It seems that everything is happening on April 6th. There is a fashion show, a Beatles tribute band playing, a piano concert, two big sales at my favorite thrift stores, and a girlfriend’s afternoon wedding. Guess which one I am going to do.
She is thrilled to be getting married to her guy, two seniors tying the knot. It will be a lovely ceremony (I am in it!) with funny stories of how they met, Victorian poetry, and other thoughtful things.
I have no plus one, even though it was offered up. I am between significant anyones, and even my son turned me down (he knows the bride’s family). But that’s okay. I am there to be witness to a wonderful day that they are looking forward to. It’s not about me; it’s about them.
As I sit in my torn-up house with the cabinets finally going into my kitchen today, I am looking forward to the end of the construction mess. I am looking forward to having a kitchen sink again, a garbage disposal and a refrigerator that is not in the garage, blocked by a heavy saw.
I am looking forward to the compressor not coming on randomly and scaring the bejeezus out of my jumpy dogs. Daisy hid in my closet this morning because of the noise. I am looking forward to a quiet house and sitting at my kitchen table again. It’s the epicenter of my life, and I haven’t had use of it for six weeks and counting.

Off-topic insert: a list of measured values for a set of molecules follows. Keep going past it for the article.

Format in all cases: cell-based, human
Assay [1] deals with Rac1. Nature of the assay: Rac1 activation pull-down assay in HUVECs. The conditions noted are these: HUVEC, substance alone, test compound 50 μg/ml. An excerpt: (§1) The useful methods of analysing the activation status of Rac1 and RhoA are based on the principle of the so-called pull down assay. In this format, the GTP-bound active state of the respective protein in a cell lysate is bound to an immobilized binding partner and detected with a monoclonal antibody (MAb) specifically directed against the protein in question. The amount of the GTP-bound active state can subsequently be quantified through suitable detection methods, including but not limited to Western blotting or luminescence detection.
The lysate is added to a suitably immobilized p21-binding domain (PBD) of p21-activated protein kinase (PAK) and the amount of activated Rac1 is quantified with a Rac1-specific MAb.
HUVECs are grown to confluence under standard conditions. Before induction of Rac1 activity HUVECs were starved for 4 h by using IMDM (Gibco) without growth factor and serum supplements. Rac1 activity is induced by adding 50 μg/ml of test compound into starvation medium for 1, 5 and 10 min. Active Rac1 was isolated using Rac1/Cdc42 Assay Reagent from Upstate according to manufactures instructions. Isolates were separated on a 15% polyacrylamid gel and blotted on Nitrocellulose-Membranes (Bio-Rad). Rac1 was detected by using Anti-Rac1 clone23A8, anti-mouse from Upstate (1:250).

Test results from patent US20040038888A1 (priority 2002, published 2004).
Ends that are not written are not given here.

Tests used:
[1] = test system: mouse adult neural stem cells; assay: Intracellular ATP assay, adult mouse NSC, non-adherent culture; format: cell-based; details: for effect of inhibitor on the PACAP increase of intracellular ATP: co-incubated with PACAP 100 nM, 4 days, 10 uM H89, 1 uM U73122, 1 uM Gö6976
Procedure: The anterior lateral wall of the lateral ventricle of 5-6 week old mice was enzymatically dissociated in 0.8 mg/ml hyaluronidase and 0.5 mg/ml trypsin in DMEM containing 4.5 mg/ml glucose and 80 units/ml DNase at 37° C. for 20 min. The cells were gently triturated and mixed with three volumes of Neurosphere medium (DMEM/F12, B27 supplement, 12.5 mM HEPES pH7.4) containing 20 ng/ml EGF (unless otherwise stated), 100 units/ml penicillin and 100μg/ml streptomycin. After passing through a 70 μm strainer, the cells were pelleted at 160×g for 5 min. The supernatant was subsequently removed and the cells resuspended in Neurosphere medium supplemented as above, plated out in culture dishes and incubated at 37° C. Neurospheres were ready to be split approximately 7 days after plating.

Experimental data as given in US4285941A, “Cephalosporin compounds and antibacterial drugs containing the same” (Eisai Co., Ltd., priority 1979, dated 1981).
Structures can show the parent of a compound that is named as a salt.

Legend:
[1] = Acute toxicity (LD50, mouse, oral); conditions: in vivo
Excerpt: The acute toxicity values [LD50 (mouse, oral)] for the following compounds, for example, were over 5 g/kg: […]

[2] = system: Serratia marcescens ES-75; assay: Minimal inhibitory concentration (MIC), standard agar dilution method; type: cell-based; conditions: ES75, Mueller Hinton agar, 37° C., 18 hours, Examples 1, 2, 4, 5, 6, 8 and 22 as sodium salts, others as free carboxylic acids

I knew it would be like this. I haven’t done a kitchen remodel in twenty years. It was horrible. I swore never again. But then I bought a forty-five-year-old vacant house at the bottom of the market in 2011 and lived with the pressed-board cabinets, the almond tile with brown grout, the black-market appliances that slowly broke one by one over the past seven years, or never worked in the first place.
The sellers put lipstick on a pig. I bought the pig, and lived with it while my youngest went to a private college on the East Coast, took two trips abroad, studied overseas, and needed some support the first year out of college. Then I took in my sister for a year while we figured out what was going on with her health. It wasn’t what anyone thought. I was glad to do it.
This has been my winter to do me things, like buy a new kitchen, sing with the symphony, exercise and hike and date and all the things that were hard to do while being someone’s care giver. I’ve learned a few things about myself this past year. I don’t mind being alone. I actually like it every third night or so. I don’t mind missing out on the club events that center around drinking. There’s only so much of that a person can do each week.
I do like to dance, but it is getting harder and harder to find like-aged people doing it. I like to dance and get home in time for the 10 o’clock news. Now that’s a hard thing to do in the winter. The bands start at nine and end at midnight.
The contractor wanted to do my kitchen in the summer. But I insisted he do it in the winter. Yes, my PG&E bill was high last month, but I didn’t want to sit around my house waiting for the contractor to leave every summer night so I could go out and hear live music somewhere. In the Bay Area, there is live music six days a week, with Monday being the odd day out.
I didn’t finish the book about my World War II hero uncle this winter. I didn’t meet anyone and fall in love. I didn’t have any gatherings at my house because of the construction mess. But I did get a good contractor to put more lipstick on the pig that is my 1970’s tract home.
And I did get invited to a wedding of a girlfriend. It will be wonderful to be a part of it.